Ever get sick and tired of your job and crave a change? Tania Isenstein did just that.
A lifelong dog lover and career lawyer, she gave up a high-paying job at Goldman Sachs to buy Camp Canine, a doggie daycare center in New York City… sounds crazy right?
“All my friends looked at me and said that. My parents looked at me and said that. Everybody I knew thought I was pretty nuts for doing this,” Isenstein explained.
After spending 17-years on Wall Street, Isenstein says she was burned out and has always had a passion for dogs.
“The one thing that really makes me happy on a consistent basis is dogs,” Isenstein said, “I’m that crazy lady on the street who goes up to people’s dogs and I talk to the dogs rather than the humans.”
She got the idea to take over a doggy daycare center called Camp Canine down the street from her New York City apartment, but the business was more than just a little “ruff” around the edges.
Isenstein was a customer of Camp Canine, but she didn’t realize how much the business was struggling.
“I didn’t read the Yelp reviews of this place before I took it over and when I read them afterwards, I was horrified…absolutely horrified,” Isenstein explained.
To fix the problems, Isenstein’s goal was to offer the best possible customer service by training employees who could learn things like how to recognize when a dog needs medical attention.
Now Isenstein’s staff is certified by places like the American Red Cross, the International Association of Canine Professionals and New York City, which certifies animal handlers. It paid off recently on Thanksgiving Day when one of Isenstein’s employees realized a dog was not right and helped get it to a vet in time for surgery that likely saved its life.
Finding dedicated employees though, is not easy. In the past, Camp Canine’s entry-level staff was paid a legal minimum wage.
“This is not a minimum wage job, you’re caring for living beings, right? It’s a great responsibility and you need to pay someone for taking a great responsibility. One thing I’ve learned, actually both at Goldman and here is that appreciated employees don’t leave. If you care about your employees I find they care back and they will care more about your business as well,” Isenstein said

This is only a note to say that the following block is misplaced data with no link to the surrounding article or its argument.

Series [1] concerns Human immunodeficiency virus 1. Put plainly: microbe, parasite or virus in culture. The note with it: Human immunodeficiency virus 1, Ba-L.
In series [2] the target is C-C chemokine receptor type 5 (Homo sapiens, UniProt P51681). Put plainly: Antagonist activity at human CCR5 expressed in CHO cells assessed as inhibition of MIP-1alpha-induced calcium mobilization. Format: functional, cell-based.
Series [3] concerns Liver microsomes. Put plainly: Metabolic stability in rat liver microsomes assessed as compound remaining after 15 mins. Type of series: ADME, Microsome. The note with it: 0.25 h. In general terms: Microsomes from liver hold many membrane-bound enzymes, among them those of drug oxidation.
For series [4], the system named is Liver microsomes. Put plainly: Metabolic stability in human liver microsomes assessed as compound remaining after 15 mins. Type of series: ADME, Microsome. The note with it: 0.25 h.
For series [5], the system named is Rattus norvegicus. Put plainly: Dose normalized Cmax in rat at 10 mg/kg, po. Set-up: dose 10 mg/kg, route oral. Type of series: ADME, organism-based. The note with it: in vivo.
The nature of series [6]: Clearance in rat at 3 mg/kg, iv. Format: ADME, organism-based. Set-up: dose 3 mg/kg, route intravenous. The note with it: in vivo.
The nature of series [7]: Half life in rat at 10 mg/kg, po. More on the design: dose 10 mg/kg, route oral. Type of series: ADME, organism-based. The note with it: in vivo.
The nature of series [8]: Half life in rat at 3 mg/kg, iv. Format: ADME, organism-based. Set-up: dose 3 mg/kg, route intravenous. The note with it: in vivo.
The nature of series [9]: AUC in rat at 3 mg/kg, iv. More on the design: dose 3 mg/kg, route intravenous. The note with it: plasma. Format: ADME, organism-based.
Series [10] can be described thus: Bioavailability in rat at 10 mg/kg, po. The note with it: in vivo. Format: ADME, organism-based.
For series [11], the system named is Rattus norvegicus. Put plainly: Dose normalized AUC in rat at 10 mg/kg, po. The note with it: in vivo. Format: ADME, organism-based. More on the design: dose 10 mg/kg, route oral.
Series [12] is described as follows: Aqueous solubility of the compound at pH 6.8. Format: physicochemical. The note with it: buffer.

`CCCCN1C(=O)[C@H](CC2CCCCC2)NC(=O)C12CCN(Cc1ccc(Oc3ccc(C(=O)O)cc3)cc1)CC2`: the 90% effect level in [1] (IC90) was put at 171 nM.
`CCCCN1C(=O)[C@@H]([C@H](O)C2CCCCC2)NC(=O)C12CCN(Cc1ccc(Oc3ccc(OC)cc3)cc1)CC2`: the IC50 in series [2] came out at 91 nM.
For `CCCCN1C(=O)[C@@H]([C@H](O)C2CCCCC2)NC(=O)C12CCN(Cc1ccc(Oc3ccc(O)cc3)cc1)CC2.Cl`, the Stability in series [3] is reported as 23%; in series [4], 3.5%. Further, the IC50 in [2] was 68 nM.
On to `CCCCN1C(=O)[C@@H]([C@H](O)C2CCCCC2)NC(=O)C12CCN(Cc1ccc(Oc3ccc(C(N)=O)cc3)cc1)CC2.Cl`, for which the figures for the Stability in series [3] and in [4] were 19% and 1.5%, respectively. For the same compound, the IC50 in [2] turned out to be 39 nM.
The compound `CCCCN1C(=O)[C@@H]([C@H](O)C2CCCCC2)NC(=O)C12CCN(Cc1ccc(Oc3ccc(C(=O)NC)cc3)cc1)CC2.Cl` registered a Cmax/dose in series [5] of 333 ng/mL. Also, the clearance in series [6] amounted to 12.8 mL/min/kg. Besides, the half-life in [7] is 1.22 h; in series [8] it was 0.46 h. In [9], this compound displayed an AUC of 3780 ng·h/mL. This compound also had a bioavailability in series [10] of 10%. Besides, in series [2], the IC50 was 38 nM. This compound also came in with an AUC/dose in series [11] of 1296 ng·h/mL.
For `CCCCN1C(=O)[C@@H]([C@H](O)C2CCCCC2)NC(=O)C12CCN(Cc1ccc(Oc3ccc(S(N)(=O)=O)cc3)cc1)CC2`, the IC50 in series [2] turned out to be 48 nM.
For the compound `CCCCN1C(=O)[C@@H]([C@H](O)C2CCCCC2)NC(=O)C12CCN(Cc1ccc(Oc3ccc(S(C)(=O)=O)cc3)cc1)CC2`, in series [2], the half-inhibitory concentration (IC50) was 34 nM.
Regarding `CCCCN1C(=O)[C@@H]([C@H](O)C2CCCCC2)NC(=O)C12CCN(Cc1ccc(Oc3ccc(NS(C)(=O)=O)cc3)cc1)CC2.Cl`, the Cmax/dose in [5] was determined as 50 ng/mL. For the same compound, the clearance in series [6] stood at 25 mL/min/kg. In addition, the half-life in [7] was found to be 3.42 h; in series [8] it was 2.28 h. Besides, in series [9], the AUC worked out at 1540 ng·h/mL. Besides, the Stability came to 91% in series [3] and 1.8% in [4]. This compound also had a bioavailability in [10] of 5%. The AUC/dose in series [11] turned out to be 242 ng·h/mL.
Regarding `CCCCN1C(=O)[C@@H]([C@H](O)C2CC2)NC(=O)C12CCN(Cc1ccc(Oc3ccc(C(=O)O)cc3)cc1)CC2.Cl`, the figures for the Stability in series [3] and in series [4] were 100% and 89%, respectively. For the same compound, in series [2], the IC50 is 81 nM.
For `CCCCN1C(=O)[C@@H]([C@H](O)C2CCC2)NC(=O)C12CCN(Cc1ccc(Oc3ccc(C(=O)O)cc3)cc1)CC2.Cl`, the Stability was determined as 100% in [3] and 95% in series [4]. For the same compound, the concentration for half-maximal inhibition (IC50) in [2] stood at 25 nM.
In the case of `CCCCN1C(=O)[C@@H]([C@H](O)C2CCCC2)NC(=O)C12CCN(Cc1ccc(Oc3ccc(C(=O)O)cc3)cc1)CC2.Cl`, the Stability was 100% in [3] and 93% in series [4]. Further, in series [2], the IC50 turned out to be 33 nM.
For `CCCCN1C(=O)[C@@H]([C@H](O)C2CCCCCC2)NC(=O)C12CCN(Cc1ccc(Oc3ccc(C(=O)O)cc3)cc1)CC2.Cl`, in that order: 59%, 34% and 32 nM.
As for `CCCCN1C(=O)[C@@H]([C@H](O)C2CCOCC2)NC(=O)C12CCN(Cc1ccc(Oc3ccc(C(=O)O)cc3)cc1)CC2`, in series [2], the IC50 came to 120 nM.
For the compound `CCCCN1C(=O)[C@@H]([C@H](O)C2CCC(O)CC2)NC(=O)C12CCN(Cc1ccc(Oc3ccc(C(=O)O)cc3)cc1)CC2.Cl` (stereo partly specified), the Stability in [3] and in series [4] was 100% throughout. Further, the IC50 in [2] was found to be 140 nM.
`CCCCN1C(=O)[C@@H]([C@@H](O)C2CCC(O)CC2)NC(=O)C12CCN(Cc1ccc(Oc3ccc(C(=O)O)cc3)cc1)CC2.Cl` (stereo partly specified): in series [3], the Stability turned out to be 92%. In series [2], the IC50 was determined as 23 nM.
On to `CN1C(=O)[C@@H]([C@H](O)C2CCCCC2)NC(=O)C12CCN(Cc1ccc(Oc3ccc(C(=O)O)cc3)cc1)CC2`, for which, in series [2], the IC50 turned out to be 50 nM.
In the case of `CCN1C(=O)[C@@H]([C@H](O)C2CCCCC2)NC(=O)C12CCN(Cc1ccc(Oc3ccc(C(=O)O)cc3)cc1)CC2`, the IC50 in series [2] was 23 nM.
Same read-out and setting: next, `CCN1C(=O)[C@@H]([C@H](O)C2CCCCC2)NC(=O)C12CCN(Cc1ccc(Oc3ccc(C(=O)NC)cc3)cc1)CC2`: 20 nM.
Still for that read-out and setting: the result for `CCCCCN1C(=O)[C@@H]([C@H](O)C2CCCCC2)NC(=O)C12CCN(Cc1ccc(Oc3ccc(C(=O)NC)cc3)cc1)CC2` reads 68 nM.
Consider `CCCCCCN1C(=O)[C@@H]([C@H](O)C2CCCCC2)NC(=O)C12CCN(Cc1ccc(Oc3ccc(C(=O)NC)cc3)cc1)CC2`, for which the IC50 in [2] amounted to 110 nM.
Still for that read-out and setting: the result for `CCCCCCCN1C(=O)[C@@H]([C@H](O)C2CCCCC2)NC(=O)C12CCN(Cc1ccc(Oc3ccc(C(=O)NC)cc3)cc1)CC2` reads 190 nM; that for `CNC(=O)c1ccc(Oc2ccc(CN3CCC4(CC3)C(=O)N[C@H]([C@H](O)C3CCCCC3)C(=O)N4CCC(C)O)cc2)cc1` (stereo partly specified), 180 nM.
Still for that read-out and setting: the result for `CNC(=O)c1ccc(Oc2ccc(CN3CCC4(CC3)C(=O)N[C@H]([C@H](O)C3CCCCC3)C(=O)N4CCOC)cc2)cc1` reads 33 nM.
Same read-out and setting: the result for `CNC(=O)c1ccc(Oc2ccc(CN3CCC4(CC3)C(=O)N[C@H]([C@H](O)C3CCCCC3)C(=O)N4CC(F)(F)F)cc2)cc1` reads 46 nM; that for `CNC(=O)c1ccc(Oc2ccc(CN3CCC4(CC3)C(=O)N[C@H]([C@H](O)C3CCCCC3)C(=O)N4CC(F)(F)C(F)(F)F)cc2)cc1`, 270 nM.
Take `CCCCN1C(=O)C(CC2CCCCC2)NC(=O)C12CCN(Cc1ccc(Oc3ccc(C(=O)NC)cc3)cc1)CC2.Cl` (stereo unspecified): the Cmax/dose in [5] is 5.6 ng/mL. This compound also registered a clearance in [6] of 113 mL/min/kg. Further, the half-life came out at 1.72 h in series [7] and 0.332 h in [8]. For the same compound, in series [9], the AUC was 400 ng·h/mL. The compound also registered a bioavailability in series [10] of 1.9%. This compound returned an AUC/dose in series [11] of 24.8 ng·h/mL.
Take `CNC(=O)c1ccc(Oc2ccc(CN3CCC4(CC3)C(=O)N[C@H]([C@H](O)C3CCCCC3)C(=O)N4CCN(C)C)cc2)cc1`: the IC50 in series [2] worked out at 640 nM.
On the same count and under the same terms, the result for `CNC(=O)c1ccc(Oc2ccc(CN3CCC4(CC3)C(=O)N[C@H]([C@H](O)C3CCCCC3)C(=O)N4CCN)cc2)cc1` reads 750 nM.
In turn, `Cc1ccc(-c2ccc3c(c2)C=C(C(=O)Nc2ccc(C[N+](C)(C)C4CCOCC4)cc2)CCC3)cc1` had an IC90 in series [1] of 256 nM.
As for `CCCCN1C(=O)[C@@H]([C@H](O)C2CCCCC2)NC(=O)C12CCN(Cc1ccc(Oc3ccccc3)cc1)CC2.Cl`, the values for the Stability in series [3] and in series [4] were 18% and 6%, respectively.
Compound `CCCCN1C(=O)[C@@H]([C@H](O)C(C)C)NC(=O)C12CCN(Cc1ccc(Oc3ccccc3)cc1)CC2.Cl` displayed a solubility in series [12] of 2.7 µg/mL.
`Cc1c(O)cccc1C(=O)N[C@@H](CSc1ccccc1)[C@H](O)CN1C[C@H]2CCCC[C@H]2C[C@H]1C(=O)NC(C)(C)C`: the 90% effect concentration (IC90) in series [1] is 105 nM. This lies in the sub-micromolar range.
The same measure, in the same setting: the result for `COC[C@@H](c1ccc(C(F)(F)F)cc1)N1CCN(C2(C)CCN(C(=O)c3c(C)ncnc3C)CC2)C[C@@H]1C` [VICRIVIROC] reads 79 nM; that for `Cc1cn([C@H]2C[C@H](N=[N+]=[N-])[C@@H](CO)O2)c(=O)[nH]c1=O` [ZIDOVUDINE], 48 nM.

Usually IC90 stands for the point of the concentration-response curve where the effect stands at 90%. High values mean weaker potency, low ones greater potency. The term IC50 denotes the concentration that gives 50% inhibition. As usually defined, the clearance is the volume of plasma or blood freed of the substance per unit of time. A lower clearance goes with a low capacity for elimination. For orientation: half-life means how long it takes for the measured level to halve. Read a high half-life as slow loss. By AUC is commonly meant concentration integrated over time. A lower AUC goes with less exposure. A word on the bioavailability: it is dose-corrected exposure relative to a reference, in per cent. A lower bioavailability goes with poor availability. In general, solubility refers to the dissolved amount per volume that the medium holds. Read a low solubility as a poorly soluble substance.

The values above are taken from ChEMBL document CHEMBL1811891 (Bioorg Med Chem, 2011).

Isenstein also started offering some higher-end services, from grooming, to one-on-one walks in Central Park. She also put about $250,000 into renovating the 5,000 square foot rental space.
The changes have paid off. Camp Canine now cares for about 100 dogs a day, up from 40. According to Isenstein, revenues have doubled over the past three years to more than a million dollars a year. The staff has grown from eight people to 35.
Doggie daycare has been a path to riches for some people in recent years. Companies like Camp Bow Wow and Dogtopia have built multi-million dollar businesses with hundreds of franchises, but Isenstein says that’s not for her, “Franchising to me, it takes the love out of it. I spent a long time in a career that I did not love, this means a lot to me and I don’t want to sell it out.”
She has considered opening a second location in New York City but, for now, she’s focused on getting the most out of the current spot. Isenstein is eyeing growth – and differentiation – by using a portion of the space to board cats too.
Being on Manhattan’s Upper West side also has its perks. Camp Canine counts entertainers like Bernadette Peters and Steve Martin among its all-star clientele.. but what really tugs at Isenstein’s heart is a “pet” project of sorts. Camp Canine has made a point to help less privileged pooches. So far, it’s offered foster homes to about 75 rescue dogs before they were adopted. She even adopted one herself, Nacho, a mix who made it to New York after he was rescued on a beach in Puerto Rico.
“When you take a foster, you free up a spot in a shelter and so you’re saving dogs’ lives,” Isenstein said.
Offering foster care has been good for business too. “People have adopted through us and then they come back here with those dogs,” Isenstein said. Who says you can’t mix business and pleasure?